Grants

In 2015 the UTRGV School of Medicine was awarded a $500,000 grant and a $1,065,510 grant in 2016 from the Methodist Healthcare Ministries of South Texas Inc., for its Integrated Care Collaborative Unit (ICCU). The grant supports providing and enhancing integrated care to improve the mental health outcomes of high-risk, high-acuity children and adolescents in the Valley. With the grant, ICCU aims to:
  • Advance access to treatment for adolescents with substance abuse/appetitive drive disorders, psychiatric illness and health concerns.
  • Promote inclusion and integration of behavioral medicine to the scope of primary care.
  • Improve access to dental services.
  • Improve collaboration and integration of scarce specialty resources.
  • Improve outreach to build community capacity for complex, high-risk, triply-diagnosed adolescents.

To read more about this grant, click here.


In 2015 Methodist Healthcare Ministries (MHM) launched its “Sí Texas: Social Innovation for a Healthy South Texas” project. A Social Innovation Fund program, Sí Texas’ goal is to stimulate local solutions that improve both physical and behavioral health concurrently, such as diabetes and depression, both highly prevalent in the 12-county Sí Texas project area. UTRGV was awarded $846,530 over two years, and since then has created a Primary Care Behavioral Health (PCBH) model of patient care, at two of the School of Medicine's family medicine residency clinics. The purpose of the grant is three-fold: to provide a model for best practices; to increase access to care; and to, by implementing an integrated behavioral health model, prepare young physicians to think about the health care of tomorrow as an integrated, inter-professional endeavor. To read more about this grant, click here.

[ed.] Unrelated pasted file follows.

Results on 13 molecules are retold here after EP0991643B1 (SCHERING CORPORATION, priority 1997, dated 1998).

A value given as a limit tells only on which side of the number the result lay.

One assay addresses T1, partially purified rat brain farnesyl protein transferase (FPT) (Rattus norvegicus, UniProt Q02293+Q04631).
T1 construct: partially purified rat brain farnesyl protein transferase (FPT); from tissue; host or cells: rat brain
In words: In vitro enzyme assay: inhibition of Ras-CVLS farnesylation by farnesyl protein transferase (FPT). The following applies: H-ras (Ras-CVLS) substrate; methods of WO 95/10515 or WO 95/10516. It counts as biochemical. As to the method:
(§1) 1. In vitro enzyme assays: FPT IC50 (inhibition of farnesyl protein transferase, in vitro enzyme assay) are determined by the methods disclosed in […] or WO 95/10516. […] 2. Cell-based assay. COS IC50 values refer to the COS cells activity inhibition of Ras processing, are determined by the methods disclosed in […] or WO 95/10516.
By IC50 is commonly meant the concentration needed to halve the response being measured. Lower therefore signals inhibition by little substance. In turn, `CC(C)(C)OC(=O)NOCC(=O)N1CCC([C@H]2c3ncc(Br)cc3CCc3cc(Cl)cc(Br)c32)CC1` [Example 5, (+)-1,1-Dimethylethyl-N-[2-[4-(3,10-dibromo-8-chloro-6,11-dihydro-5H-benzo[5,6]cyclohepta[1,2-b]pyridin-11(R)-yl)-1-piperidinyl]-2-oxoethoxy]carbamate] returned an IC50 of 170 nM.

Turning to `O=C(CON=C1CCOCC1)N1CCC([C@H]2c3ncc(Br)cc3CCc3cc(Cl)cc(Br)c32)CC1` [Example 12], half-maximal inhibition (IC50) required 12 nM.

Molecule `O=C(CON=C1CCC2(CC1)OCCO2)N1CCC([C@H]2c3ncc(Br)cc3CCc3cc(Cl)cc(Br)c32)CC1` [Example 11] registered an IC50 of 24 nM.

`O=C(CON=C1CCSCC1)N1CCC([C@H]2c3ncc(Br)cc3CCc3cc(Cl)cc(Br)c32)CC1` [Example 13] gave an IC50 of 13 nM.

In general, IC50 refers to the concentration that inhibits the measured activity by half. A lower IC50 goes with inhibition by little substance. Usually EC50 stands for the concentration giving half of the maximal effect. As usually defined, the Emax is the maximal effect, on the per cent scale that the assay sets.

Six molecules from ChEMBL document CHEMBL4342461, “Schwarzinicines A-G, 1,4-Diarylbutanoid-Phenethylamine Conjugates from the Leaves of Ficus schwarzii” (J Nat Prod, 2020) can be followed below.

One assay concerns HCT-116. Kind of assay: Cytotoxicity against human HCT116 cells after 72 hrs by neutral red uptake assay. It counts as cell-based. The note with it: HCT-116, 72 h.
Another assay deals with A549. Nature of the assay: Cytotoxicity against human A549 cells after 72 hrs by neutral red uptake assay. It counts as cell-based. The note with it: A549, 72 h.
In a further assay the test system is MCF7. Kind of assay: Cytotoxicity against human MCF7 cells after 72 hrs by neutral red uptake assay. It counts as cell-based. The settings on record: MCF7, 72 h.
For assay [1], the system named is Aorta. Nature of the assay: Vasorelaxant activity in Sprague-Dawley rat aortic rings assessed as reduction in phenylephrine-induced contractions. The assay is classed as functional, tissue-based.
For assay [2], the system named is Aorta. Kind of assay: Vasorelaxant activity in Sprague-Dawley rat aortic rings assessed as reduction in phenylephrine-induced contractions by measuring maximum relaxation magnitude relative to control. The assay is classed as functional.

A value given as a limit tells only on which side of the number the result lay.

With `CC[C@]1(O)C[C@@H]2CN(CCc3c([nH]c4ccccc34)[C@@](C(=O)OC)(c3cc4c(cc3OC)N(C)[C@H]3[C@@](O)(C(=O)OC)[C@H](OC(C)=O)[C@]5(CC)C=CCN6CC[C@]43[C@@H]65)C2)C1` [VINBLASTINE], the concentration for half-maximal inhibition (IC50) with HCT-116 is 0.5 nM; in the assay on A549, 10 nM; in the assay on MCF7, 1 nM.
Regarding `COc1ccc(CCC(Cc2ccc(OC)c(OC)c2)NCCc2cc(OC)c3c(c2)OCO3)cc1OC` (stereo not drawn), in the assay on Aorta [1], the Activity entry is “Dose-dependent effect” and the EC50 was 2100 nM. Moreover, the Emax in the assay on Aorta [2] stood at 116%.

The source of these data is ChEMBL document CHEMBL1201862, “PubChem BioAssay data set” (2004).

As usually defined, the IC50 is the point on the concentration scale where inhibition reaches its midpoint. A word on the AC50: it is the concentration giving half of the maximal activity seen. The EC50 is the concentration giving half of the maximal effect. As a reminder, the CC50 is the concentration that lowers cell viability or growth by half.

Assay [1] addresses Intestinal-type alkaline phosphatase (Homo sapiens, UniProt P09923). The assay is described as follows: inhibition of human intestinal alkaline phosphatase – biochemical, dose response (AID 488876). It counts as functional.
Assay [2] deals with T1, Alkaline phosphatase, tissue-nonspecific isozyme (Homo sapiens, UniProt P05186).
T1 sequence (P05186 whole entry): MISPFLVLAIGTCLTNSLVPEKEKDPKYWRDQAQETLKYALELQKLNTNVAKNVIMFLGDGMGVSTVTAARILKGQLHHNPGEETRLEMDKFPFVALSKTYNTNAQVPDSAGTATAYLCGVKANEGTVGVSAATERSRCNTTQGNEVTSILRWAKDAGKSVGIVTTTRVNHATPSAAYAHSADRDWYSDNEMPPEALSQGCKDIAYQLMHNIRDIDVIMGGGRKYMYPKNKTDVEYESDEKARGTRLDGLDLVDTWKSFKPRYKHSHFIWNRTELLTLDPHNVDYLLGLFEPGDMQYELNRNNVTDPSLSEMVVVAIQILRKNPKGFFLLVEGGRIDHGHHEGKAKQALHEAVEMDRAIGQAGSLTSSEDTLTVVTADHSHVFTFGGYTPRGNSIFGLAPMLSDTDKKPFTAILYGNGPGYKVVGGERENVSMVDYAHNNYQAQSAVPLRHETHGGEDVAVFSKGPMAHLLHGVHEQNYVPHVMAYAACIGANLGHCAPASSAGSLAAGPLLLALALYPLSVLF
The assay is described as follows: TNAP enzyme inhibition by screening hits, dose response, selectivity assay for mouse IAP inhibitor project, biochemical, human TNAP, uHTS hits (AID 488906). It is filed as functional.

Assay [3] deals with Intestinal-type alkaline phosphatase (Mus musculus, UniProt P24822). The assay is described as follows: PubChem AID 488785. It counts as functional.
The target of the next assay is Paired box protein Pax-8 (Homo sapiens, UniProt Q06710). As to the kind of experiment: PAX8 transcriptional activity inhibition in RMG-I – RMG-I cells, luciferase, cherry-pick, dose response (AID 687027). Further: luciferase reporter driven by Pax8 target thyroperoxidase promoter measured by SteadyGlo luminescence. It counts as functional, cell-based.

The University of Texas Rio Grande Valley School of Medicine has been awarded a $2,880,342 grant over three years by United Health Foundation to help support the Colonia Integrated Care Program: VIDAS (Valley Inter-professional Development And Services). The initiative aims to unite the region by building an integrated, inter-professional collaborative that will create a sustainable model for health care delivery to the most vulnerable members of the community. The grant has helped to establish the Center for Colonia Integrated Care (CCIC), where project staff coordinate services in a team-based integrated model targeting two colonias through the use of two mobile health clinics and telehealth. Services to be provided by the project include screening, health education and promotion, health literacy, and improved dental and mental health services. The project has also formalized training for and increase the number of trained promotoras, community health workers who link the health care system with the colonias through shared language, culture, and ethnic ties. To read more about this grant, click here.